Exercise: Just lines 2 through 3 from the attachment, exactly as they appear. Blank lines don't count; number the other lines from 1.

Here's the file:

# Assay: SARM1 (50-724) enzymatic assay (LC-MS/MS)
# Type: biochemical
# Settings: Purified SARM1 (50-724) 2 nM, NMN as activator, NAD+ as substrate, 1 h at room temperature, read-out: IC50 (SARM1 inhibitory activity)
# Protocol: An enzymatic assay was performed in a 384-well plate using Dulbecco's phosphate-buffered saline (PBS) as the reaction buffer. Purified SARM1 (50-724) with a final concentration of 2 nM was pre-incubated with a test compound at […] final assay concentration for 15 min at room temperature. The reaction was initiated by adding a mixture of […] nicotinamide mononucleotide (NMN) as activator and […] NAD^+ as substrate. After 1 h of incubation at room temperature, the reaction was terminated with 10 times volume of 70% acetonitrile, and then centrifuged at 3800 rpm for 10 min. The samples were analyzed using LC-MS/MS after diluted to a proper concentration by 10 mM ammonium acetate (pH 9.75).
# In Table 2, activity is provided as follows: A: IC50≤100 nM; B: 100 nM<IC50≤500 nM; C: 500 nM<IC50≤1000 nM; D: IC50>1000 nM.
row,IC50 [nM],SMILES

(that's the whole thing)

# Type: biochemical
# Settings: Purified SARM1 (50-724) 2 nM, NMN as activator, NAD+ as substrate, 1 h at room temperature, read-out: IC50 (SARM1 inhibitory activity)